Robert Graves was born in Wimbledon, Surrey, England in July of 1895. His parents were Alfred Perceval Graves, a school inspector and scholar, and Amalie Elisabeth Sophie von Ranke. Graves was one of ten children and took a great deal of direction from his parents as he grew up. He grew up under the influence of his mother’s puritanical beliefs and came to appreciate the Celtic myths studied by his father. When Graves was very young he contracted measles and almost lost his life to the disease.
Early Life and World War I
In 1913 he won a scholarship to study at St. John’s College, Oxford. He did not remain at the school due to the start of World War I. Graves enlisted as a junior officer in the Royal Welch Fusiliers. He was eventually promoted to lieutenant and then to captain. Two years later he was injured in the Somme offensive when a shell-fragment went through one of his lungs. It was not expected that he would survive.
His first collection of poetry, Over the Brazier, was published while he was recovering. Graves quickly gained a reputation as a war poet known for his realistic poems that detailed the conflict on the frontlines. He spent the rest of the war in England. While convalescing he became close with the marginally better known poet, Siegfried Sassoon. He also met his first real love, a nurse named Marjorie.
Sassoon made a number of antiwar statements in 1917 and came close to facing court-martial. Graves helped his friend by persuading the authorities that Sassoon was shell-shocked and not responsible for his actions. Graves and Sassoon both spent time at Craiglockhart, a military hospital in England. Here, they met Wilfred Owen. It was in the same year that Graves was posted to Limerick. He woke one morning and decide to flee to Waterloo under the suspicion he was contracting Spanish Flue.
When Robert Graves was twenty-two he married Nancy Nicholson. The two would go on to have four children together. He was deeply traumatized by the war but went on to Oxford. His next collection of poetry, The Feather Bed, was published in 1923. It was followed by Mock Beggar Hall in 1924.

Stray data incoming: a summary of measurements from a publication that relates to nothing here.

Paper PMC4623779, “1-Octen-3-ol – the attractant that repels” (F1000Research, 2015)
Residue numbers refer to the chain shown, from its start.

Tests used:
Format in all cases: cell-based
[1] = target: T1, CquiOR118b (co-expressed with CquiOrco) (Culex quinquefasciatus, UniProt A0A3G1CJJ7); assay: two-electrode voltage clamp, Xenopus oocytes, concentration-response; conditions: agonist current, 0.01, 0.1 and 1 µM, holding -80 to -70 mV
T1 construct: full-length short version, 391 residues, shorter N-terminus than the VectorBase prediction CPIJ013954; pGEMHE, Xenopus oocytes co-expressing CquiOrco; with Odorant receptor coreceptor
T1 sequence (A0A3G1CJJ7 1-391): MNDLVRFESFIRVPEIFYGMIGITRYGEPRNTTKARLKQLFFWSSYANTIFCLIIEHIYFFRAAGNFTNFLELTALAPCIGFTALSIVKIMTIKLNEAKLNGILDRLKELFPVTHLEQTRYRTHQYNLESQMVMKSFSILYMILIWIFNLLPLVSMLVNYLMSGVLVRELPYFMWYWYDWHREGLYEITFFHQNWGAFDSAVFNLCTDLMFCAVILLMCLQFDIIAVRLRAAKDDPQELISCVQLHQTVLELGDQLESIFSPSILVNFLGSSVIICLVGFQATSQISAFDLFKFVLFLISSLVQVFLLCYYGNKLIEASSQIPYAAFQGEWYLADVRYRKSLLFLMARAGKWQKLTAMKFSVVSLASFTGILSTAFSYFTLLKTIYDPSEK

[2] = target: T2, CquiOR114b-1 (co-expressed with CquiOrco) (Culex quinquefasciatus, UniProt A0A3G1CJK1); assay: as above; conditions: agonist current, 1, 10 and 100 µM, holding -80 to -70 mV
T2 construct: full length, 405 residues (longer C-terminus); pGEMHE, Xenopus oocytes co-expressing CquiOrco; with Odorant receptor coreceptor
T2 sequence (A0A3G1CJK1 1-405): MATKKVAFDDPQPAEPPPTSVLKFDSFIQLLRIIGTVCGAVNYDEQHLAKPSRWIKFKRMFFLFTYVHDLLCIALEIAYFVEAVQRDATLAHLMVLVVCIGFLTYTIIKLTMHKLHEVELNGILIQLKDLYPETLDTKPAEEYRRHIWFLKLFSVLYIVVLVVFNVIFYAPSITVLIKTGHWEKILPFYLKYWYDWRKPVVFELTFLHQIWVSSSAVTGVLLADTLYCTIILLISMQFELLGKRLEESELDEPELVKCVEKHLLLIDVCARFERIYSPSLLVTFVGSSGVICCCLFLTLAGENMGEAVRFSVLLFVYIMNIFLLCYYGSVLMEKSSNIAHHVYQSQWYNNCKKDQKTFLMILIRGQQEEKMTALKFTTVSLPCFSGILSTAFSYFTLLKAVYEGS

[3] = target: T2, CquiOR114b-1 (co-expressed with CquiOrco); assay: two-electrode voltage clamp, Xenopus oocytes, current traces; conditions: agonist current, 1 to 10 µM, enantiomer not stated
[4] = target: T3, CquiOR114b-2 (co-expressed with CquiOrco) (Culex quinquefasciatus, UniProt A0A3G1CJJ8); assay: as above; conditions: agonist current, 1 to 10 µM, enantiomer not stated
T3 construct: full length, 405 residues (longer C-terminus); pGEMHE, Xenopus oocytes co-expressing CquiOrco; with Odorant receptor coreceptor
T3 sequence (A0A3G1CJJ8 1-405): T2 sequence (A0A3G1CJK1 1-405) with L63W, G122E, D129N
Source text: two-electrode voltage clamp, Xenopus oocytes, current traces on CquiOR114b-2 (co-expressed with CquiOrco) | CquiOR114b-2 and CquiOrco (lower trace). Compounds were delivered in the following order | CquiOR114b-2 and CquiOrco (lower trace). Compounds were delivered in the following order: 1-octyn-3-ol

Toward the middle of the 1920s his writing style went through a transformative period. He met Laura Riding an American poet and theorist who influenced him greatly. Graves failed his B.A. but was allowed to take a B.Litt, allowing him to start a teaching career. In 1926 he took up a position teaching at Cairo University where he lived with his wife, children, and Laura Riding.
Robert Graves and his wife Nancy permanently separated in 1927, the same year he published Lawrence and the Arabs. The volume was a biography of T.E. Lawrence which became a commercial success. This work was followed by Goodbye to All That, an autobiographical account of the trauma he endured during the war years. This book was one of his most successful but cost him a number of friendships. He soon left on a trip to Majorca alongside Laura Riding.
Years in Majorca
During this period of time he completed a number of books of verse and collections of criticism on which he collaborated with Laura. They founded Seizin Press in 1928 and the magazine, Epilogue, in 1935. It was his goal to make his work therapeutic for both writer and reader. Riding and Graves wrote two academic books together, A Survey of Modernist Poetry and A Pamphlet Against Anthologies. These works were published in 1927 and 1928 and had a great influence on literary criticism.
In 1934 and 1935 he finished I, Claudius and Claudius the God, works detailing the life of the Roman emperor Claudius. In 1938 he wrote on the career of the Byzantine general Belisarius in Count Belisarius. When the Spanish Civil War broke out Riding and Graves left Majorca and moved to the United States, specifically, Pennsylvania.
Their relationship was volatile and they would eventually break up, triggering Graves to return to England. He soon began a relationship with Beryl Hodge who was already married to the writer Alan Hodge. The two moved into a home with their three children in Majorca.
Later Life and Death
In 1946 Robert Graves published the historical novel, King Jesus and then The White Goddess: A Historical Grammar of Poetic Myth two years later. Graves continued to publish throughout the 1950s. His later works included The Greek Myths, The Nazarene Gospel Restored and Catacrok! Mostly Stories, Mostly Funny. In 1961 Graves became Professor of Poetry at Oxford. He remained in this position until his death in 1966.
Starting in the early 1970s Robert Graves began to suffer from memory loss. By 1975 he stopped working, and then died from heart failure ten years later in December of 1985.